The importance of planetary rotation period for ocean heat transport

Jodie Cullum, David Stevens, Manoj Joshi

Research output: Contribution to journalArticlepeer-review

23 Citations (Scopus)
2 Downloads (Pure)

Abstract

The climate, and hence potential habitability, of a planet crucially depends on how its atmospheric and oceanic circulation transports heat from warmer to cooler regions. However, previous studies of planetary climate have concentrated on modelling the dynamics of their atmospheres whilst dramatically simplifying the treatment of the oceans, which neglects or misrepresents the effect of the ocean in the total heat transport. Even the majority of studies with a dynamic ocean have used a simple so-called aquaplanet having no continental barriers, which is a configuration which dramatically changes the oceanic dynamics. Here the significance of the response of poleward ocean heat transport to planetary rotation period is shown with a simple meridional barrier – the simplest representation of any continental configuration. The poleward ocean heat transport increases significantly as the planetary rotation period is increased. The peak heat transport more than doubles when the rotation period is increased by a factor of ten. There are also significant changes to ocean temperature at depth, with implications for the carbon cycle. There is strong agreement between the model results and a scale analysis of the governing equations. This result highlights the importance of both planetary rotation period and the ocean circulation when considering planetary habitability.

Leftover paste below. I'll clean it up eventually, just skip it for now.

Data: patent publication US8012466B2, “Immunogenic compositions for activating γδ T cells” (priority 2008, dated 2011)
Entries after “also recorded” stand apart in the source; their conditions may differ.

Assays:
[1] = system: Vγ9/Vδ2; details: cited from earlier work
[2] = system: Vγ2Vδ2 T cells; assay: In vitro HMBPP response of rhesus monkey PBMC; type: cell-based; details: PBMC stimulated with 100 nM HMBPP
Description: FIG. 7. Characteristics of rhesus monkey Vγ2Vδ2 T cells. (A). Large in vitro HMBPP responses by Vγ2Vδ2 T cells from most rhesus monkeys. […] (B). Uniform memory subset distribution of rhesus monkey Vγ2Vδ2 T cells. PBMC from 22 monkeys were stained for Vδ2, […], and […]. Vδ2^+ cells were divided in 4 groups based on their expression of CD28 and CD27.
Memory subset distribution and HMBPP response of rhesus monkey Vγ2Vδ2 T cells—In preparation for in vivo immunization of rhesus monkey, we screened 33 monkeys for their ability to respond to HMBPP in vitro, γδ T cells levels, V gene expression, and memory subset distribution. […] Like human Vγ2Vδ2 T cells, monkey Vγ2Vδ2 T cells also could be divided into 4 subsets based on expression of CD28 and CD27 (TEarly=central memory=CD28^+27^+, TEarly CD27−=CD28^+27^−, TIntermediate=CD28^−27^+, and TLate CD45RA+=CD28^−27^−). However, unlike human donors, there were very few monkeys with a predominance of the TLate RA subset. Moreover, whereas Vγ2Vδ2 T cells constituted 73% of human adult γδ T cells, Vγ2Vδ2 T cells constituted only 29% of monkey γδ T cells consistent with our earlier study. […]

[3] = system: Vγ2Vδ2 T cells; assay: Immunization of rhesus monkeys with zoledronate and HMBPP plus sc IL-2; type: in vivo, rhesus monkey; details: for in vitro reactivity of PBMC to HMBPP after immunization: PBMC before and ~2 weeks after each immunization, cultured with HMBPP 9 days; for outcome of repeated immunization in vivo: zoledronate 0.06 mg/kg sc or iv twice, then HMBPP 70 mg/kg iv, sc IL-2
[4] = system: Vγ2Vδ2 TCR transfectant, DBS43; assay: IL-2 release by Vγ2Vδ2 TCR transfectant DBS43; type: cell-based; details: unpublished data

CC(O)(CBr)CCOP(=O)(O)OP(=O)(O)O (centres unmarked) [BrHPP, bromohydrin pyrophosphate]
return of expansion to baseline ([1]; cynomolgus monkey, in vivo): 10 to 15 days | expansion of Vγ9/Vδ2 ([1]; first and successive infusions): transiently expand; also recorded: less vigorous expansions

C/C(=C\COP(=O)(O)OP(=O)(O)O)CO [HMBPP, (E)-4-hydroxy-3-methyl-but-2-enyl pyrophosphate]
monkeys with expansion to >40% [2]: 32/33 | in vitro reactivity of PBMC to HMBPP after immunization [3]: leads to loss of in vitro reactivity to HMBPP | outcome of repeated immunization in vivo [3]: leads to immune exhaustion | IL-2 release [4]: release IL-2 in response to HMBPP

Original languageEnglish
Pages (from-to)645-650
Number of pages6
JournalAstrobiology
Volume14
Issue number8
Early online date21 Jul 2014
DOIs
Publication statusPublished - Aug 2014

Cite this